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Frequency of Opioid Dispensing After Vaginal Delivery

Prabhu, Malavika, MD; Garry, Elizabeth M., MPH; Hernandez-Diaz, Sonia, MD, DrPh; MacDonald, Sarah C., ScM; Huybrechts, Krista F., MS, PhD; Bateman, Brian T., MD, MSc

doi: 10.1097/AOG.0000000000002741
Contents: Opioids: Original Research

OBJECTIVE: To describe nationwide patterns in outpatient opioid dispensing after vaginal delivery.

METHODS: Using the Truven Health Analytics MarketScan database, we performed a large, nationwide retrospective cohort study of commercially insured beneficiaries who underwent vaginal delivery between 2003 and 2015 and who were opioid-naive for 12 weeks before the delivery admission. We assessed the proportion of women dispensed an oral opioid within 1 week of discharge, the associated median oral morphine milligram equivalent dose dispensed, and the frequency of opioid refills during the 6 weeks after discharge. We evaluated predictors of opioid dispensing using multivariable logistic regression.

RESULTS: Among 1,345,244 women undergoing vaginal delivery, 28.5% were dispensed an opioid within 1 week of discharge. The most commonly dispensed opioids were hydrocodone (44.7%), oxycodone (34.6%), and codeine (13.1%). The odds of filling an opioid were higher among those using benzodiazepines (adjusted odds ratio [OR] 1.87, 95% CI 1.73–2.02) and antidepressants (adjusted OR 1.63, 95% CI 1.59–1.66), smokers (adjusted OR 1.44, 95% CI 1.38–1.51), and among those undergoing tubal ligation (adjusted OR 3.77, 95% CI 3.67–3.87), operative vaginal delivery (adjusted OR 1.52, 95% CI 1.49–1.54), and higher order perineal laceration (adjusted OR 2.15, 95% CI 2.11–2.18). The median (interquartile range, 10th–90th percentile) dose of opioids dispensed was 150 (113–225, 80–345) morphine milligram equivalents, equivalent to 20 tablets (interquartile range 15–30, 10th–90th percentile 11–46) of 5 mg oxycodone. Six weeks after discharge, 8.5% of women filled one or more additional opioid prescriptions.

CONCLUSION: Opioid dispensing after vaginal delivery is common and often occurs at high doses. Given the frequency of vaginal delivery, this may represent an important source of overprescription of opioids in the United States.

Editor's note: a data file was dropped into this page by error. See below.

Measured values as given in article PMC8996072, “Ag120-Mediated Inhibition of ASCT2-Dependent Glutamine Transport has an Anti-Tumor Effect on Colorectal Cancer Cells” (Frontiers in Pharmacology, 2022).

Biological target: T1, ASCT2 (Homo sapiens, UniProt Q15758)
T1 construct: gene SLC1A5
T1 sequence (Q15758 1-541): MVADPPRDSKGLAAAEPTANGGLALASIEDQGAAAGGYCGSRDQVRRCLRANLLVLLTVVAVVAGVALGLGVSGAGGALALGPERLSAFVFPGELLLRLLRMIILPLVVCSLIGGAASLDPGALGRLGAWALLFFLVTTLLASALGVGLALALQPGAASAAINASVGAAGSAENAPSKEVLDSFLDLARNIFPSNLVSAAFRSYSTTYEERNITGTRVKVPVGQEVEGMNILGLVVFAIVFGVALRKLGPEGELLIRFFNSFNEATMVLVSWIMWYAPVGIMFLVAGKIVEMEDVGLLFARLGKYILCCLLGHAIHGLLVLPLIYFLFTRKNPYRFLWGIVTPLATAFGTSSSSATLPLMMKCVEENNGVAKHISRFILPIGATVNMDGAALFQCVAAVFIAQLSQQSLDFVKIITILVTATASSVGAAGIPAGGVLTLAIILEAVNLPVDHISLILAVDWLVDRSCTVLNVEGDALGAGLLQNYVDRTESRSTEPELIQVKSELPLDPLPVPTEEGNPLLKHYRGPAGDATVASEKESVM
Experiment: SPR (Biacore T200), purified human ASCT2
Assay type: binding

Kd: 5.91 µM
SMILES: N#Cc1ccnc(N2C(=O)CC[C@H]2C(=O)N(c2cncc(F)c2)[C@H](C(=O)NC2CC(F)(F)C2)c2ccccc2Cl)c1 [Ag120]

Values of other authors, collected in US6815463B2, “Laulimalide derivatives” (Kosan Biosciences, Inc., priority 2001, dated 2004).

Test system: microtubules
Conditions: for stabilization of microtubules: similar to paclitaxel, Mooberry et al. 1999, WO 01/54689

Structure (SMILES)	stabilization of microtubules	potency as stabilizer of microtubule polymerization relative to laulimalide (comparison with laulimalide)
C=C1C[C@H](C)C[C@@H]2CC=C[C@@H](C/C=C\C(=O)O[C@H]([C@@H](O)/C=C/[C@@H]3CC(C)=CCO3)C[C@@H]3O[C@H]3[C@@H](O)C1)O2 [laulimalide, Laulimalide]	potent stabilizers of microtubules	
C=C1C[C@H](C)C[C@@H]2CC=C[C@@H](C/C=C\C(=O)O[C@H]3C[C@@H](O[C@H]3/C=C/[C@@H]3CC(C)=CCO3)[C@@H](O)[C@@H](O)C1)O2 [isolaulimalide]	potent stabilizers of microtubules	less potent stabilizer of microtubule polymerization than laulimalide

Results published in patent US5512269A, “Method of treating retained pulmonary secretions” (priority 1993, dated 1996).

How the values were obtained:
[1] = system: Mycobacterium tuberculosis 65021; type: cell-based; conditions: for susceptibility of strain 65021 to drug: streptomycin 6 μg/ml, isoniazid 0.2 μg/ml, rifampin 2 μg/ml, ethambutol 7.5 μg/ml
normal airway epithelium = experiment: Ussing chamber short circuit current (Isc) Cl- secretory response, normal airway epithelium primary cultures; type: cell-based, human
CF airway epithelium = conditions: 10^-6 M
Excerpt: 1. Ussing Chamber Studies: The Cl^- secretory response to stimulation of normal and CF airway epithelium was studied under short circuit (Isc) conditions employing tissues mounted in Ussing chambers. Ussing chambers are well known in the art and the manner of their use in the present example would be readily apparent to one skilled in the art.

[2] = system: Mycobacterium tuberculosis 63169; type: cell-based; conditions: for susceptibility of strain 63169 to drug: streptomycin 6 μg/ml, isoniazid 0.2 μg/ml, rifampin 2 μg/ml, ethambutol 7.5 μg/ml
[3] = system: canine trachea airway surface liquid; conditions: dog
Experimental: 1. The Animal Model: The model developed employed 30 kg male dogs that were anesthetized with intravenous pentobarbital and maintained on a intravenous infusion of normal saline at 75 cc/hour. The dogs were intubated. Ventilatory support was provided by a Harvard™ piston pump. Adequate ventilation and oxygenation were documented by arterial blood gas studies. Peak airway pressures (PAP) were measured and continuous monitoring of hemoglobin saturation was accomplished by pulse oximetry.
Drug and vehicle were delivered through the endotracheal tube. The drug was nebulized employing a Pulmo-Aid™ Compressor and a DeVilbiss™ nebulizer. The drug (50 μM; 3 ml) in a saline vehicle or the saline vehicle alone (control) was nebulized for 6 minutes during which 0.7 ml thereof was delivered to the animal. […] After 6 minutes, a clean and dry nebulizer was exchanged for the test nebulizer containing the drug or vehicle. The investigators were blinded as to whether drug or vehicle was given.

Opioids are dispensed, frequently in high quantities, to more than one fourth of women undergoing vaginal delivery.

Division of Pharmacoepidemiology and Pharmacoeconomics, Department of Medicine, and the Department of Anesthesiology, Perioperative and Pain Medicine, Brigham and Women's Hospital, and the Division of Maternal-Fetal Medicine, Department of Obstetrics and Gynecology, Massachusetts General Hospital, Boston, Massachusetts; Science, Aetion Inc, New York, New York; and the Department of Epidemiology, Harvard T.H. Chan School of Public Health, Boston, Massachusetts.

Corresponding author: Malavika Prabhu, MD, Division of Pharmacoepidemiology and Pharmacoeconomics, Department of Medicine, Brigham and Women's Hospital, Division of Maternal-Fetal Medicine, Department of Obstetrics and Gynecology, Massachusetts General Hospital, 55 Fruit Street, Founders 460, Boston, MA 02114; email: malavika.prabhu@gmail.com.

Supported by the National Institute on Drug Abuse (R01 DA044293-01A1). One of the authors (K.F.H.) was supported by a career development grant K01MH099141 from the National Institute of Mental Health.

Financial Disclosure Ms. Garry is an employee of Aetion, Inc, a software and data analytics company, of which she holds stock options. Dr. Hernandez-Diaz is an investigator on grants to the Harvard T.H. Chan School of Public Health from GSK, Lilly, and Pfizer for unrelated work; she receives salary support from the North American AED Pregnancy Registry and is a consultant to UCB, Teva, and Boehringer-Ingelheim; her institution received training grants from Pfizer, Takeda, Bayer, and Asisa. Dr. Huybrechts is an investigator on grants to Brigham and Women's Hospital from Lilly, GSK, Pfizer, and Boehringer Ingelheim, unrelated to this study. Dr. Bateman is an investigator on grants to Brigham and Women's Hospital from Lilly, GSK, Pfizer, Baxalta, and Pacira, unrelated to this study. He is also a consultant to Aetion, Inc. The other authors did not report any potential conflicts of interest.

Presented as a poster at the Society for Maternal-Fetal Medicine meeting, February 1, 2018, Dallas, Texas.

Each author has indicated that he or she has met the journal's requirements for authorship.

Received February 21, 2018

Received in revised form May 01, 2018

Accepted May 10, 2018

© 2018 by The American College of Obstetricians and Gynecologists. Published by Wolters Kluwer Health, Inc. All rights reserved.